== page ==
We Americans love our cars. And in return for unlimited mobility, many of us are willing to spend thousands of dollars buying them and keeping them going. As for insuring them, many of us spend as little time thinking about that as possible. But without the right car insurance, you could be devastated financially if you get in a bad accident. A good policy guarantees you can replace your car, cover what could be staggering medical bills and legal costs and even make up for lost wages.
"If you don't have insurance and cause an accident, it can put you in financial ruin if you are taken to court," says Carole Walker, executive director of the Rocky Mountain Insurance Information Institute. "Think of it as a small investment to cover this large risk."
What kind of insurance policy should you get?
Auto insurance is far from a one-size-fits-all product. Individual policies will vary greatly, and you can mix and match coverage, deductibles and limits to meet your needs.
There are several different types of auto insurance. Auto liability insurance, which is required in all but one state, covers damages you cause to other people and property. Uninsured motorist coverage provides protection if your vehicle is hit by motorists who don't have enough coverage to pay for the full extent of the damage they caused. Collision coverage will pay for repair or replacement of your vehicle if you're in an accident.
Comprehensive coverage provides protection against loss or damage to your vehicle that is caused by something other than a car collision, such as theft, fire, storms, hitting a deer and natural disasters. Many insurers bundle comprehensive coverage with collision coverage.
Liability coverage will be expressed as three numbers, such as 100/300/50. That means the maximum amount the policy will pay for an injury to an individual is $100,000. The second number means the policy will pay a maximum of $300,000 for the total of all injuries in an accident. The third number means the policy will pay a maximum of $50,000 for property damage. Remember, liability coverage pays for damage you do to people and property other than your own. It does not cover you, your passengers or your vehicle.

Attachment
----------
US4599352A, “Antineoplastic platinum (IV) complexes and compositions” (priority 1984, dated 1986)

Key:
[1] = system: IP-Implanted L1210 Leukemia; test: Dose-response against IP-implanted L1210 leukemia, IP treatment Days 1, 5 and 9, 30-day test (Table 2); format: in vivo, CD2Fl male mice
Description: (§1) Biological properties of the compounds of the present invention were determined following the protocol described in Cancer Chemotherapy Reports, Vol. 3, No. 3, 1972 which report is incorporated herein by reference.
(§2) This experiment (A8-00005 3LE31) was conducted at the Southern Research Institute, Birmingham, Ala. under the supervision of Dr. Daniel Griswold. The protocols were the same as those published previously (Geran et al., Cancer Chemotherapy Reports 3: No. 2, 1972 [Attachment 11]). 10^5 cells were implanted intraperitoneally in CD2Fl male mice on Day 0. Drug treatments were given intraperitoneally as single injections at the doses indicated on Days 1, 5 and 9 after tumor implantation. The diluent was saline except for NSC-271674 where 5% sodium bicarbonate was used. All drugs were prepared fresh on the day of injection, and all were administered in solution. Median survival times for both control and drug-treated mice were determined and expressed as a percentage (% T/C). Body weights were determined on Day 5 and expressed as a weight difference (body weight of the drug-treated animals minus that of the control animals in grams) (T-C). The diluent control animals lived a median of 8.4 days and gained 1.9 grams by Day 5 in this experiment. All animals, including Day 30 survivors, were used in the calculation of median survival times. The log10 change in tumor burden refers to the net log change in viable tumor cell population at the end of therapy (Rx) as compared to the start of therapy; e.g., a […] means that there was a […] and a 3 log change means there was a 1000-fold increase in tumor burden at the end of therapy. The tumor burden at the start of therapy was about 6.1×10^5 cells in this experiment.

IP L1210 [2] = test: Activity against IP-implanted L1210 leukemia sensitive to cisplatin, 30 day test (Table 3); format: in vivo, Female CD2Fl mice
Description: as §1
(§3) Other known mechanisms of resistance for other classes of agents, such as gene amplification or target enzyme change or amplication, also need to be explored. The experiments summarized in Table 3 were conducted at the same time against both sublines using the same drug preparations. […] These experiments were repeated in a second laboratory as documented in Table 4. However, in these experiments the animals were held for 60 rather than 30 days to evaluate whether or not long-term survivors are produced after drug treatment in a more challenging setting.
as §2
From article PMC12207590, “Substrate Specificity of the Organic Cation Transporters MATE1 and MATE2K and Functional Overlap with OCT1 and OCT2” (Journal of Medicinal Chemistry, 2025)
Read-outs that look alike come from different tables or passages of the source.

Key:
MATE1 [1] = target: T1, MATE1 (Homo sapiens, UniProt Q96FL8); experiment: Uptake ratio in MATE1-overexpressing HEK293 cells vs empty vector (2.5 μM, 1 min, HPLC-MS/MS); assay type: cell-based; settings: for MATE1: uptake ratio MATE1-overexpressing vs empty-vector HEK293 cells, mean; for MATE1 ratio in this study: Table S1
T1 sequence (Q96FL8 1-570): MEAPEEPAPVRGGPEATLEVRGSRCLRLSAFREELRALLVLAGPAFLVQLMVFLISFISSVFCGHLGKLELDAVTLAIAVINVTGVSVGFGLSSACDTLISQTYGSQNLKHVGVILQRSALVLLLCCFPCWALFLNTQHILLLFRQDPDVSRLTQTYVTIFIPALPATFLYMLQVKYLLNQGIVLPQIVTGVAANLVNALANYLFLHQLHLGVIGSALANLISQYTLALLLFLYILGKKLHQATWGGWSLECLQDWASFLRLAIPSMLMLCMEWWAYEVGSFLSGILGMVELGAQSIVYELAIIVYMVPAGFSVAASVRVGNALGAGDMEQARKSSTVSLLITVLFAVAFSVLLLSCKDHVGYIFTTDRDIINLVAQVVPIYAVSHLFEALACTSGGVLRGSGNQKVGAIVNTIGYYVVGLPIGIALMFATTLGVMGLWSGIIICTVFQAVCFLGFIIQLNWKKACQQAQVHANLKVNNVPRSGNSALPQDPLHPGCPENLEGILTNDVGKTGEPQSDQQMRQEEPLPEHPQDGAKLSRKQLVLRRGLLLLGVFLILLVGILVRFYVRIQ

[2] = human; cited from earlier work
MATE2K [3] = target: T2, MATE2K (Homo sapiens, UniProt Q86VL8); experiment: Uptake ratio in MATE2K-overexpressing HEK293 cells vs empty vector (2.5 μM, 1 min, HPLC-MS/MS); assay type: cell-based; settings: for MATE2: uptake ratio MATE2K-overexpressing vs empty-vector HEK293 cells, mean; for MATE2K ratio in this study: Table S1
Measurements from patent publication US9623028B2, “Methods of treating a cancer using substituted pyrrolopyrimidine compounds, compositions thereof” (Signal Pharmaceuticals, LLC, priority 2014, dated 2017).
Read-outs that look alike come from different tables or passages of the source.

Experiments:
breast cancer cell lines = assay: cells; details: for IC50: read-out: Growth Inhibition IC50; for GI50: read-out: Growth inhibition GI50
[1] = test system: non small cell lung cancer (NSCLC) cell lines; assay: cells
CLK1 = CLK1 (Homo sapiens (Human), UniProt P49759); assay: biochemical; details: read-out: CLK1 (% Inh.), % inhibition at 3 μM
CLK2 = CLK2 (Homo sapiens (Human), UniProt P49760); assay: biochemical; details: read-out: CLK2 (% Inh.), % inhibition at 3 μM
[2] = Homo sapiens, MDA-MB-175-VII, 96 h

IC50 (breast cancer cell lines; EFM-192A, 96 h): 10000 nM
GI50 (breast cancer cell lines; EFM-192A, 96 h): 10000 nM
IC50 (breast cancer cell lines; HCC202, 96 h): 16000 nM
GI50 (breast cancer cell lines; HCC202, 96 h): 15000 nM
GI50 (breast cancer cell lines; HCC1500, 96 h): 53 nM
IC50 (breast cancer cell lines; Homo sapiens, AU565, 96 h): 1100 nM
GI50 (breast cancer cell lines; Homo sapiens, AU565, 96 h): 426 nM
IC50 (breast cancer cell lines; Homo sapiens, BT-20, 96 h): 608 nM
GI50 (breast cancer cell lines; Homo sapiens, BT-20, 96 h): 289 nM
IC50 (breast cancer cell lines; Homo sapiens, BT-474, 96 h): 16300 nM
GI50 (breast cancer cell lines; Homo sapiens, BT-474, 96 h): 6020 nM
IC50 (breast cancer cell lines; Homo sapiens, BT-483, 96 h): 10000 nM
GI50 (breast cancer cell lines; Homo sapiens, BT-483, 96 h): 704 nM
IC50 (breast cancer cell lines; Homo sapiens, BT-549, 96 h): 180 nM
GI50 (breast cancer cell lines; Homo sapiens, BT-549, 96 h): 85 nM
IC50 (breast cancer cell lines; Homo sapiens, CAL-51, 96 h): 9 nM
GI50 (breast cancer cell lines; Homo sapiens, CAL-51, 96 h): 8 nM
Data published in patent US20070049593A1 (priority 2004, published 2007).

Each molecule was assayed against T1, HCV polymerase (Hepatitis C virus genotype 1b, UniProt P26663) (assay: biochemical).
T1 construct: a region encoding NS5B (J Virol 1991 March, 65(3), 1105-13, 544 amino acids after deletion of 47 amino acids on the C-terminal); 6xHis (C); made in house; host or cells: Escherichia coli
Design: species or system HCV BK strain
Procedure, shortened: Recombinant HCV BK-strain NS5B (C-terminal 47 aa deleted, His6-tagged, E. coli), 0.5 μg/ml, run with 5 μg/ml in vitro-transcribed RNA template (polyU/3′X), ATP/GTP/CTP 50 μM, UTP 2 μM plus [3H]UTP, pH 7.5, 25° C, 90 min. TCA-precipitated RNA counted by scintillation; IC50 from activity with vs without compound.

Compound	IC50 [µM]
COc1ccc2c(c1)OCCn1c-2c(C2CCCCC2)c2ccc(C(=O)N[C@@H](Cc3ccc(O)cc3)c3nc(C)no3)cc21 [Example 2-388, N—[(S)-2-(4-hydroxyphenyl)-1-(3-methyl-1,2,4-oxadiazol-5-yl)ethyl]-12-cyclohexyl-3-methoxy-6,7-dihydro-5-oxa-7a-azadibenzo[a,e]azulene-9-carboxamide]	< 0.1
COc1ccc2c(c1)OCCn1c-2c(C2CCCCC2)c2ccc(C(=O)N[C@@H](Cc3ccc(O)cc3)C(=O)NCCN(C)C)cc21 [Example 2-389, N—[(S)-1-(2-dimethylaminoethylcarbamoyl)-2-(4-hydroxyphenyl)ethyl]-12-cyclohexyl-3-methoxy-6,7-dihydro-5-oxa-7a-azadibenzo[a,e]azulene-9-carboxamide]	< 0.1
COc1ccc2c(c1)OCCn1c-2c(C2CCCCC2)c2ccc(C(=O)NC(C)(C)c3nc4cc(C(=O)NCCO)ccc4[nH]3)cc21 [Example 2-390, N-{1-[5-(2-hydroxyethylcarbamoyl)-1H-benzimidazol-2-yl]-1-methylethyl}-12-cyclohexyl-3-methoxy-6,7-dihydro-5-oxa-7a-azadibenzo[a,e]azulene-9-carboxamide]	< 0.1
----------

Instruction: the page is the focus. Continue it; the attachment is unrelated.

Most experts recommend getting liability coverage of at least $100,000 per injury and $300,000 per accident, according to the Insurance Information Institute. Sometimes the cost of getting an extra $100,000 in coverage can be less than $30 a month. "The minimum required by law is usually bare bones, and is very low if you look at the costs you could potentially face in a claim settlement," Walker says. "You should strongly consider more coverage if you can afford it."
If you choose to get collision and comprehensive coverage, the value of your car should determine how much you buy. If your car is worth $1,000 or less, and you'd be paying $1,000 a year with a deductible, it wouldn't be worth the money to insure it.
Besides the major types of coverage, you might want to add other options to your insurance policy. For a small additional fee to your policy, emergency roadside service will cover the cost of towing. Consider this coverage if you don't already have it from your automaker, credit card company or membership in an automobile club.
Mechanical breakdown coverage is available when insuring a new car. You might want to consider this as an alternative to an extended warranty. It may provide broader coverage than a manufacturer's extended warranty, but won't cover routine maintenance, such as oil changes, tune-ups and brake pads. Do a price comparison if you're considering a manufacturer's extended warranty and make sure you understand what's included and what's not.